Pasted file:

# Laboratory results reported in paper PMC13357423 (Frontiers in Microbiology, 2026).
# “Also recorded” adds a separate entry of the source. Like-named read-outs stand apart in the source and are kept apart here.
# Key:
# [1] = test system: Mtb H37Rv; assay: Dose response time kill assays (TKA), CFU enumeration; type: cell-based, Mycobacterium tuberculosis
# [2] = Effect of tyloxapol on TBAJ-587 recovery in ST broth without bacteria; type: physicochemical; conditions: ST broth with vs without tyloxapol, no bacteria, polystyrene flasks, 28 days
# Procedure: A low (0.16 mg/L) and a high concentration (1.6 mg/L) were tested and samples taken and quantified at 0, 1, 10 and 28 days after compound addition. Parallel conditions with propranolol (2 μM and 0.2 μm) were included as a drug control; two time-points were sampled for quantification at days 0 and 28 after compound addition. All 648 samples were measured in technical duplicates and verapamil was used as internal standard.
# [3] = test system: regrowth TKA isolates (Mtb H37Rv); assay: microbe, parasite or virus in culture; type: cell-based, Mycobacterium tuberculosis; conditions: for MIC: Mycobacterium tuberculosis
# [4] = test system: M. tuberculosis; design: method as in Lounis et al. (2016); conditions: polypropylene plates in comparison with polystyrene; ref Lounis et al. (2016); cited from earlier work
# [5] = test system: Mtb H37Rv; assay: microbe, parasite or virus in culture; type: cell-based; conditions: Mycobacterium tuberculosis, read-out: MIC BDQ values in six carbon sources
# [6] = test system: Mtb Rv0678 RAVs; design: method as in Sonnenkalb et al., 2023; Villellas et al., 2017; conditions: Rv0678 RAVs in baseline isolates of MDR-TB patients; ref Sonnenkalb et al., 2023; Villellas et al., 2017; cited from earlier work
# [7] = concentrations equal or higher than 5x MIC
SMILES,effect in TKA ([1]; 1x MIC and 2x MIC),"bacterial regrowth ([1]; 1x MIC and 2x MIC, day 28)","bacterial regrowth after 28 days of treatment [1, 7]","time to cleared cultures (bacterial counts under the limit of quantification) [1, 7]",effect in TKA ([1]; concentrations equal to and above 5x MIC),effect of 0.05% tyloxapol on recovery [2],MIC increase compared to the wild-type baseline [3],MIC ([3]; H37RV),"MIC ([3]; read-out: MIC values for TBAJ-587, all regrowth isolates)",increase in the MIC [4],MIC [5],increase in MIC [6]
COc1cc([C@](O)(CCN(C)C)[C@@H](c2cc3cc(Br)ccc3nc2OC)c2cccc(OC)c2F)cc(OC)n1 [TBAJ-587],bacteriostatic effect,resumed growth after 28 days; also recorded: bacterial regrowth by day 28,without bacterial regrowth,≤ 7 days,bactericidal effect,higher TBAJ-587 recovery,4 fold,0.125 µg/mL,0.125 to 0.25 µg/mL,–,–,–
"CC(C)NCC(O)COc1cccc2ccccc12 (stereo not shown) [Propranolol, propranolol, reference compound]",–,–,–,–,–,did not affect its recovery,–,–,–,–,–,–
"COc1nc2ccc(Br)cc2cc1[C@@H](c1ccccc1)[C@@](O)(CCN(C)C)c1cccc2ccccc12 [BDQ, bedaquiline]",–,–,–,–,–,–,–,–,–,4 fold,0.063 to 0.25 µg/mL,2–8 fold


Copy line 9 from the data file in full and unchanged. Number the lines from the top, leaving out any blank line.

# [5] = test system: Mtb H37Rv; assay: microbe, parasite or virus in culture; type: cell-based; conditions: Mycobacterium tuberculosis, read-out: MIC BDQ values in six carbon sources